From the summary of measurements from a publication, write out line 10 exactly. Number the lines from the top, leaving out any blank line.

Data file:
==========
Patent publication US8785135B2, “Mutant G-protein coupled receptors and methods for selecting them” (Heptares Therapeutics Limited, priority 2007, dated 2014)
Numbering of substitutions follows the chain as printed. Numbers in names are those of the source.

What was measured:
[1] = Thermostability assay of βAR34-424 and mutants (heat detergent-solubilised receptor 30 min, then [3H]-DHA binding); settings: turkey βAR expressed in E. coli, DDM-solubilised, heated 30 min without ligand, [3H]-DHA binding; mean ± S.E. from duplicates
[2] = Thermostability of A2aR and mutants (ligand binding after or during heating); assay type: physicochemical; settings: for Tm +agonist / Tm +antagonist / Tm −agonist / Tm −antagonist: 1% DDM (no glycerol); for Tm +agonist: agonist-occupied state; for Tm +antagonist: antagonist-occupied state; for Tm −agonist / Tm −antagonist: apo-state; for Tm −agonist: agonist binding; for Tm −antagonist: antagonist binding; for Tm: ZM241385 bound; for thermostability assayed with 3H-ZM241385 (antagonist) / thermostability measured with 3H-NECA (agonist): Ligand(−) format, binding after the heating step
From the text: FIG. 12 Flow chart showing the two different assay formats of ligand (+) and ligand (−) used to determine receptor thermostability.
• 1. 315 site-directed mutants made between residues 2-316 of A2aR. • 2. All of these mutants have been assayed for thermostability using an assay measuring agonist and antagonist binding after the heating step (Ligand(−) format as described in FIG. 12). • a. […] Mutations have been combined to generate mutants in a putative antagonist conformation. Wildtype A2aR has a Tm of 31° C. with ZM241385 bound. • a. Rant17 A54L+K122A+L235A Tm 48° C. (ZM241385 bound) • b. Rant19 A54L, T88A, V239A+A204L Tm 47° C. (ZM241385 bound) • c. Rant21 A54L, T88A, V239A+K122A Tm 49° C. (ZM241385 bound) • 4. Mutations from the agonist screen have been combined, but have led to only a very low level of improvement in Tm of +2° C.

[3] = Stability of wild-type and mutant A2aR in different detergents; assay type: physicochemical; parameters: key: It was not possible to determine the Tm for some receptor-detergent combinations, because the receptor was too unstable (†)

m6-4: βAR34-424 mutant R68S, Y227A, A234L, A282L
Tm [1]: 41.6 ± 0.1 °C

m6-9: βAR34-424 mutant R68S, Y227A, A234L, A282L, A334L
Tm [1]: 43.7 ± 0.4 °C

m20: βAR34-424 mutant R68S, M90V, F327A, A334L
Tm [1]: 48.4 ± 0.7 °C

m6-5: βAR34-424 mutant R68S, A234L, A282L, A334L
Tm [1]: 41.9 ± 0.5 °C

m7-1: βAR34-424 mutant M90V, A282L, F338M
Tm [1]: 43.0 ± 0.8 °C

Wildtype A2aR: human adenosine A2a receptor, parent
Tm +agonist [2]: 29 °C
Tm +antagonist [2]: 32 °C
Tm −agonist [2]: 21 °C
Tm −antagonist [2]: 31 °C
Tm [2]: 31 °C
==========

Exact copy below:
Tm [1]: 41.6 ± 0.1 °C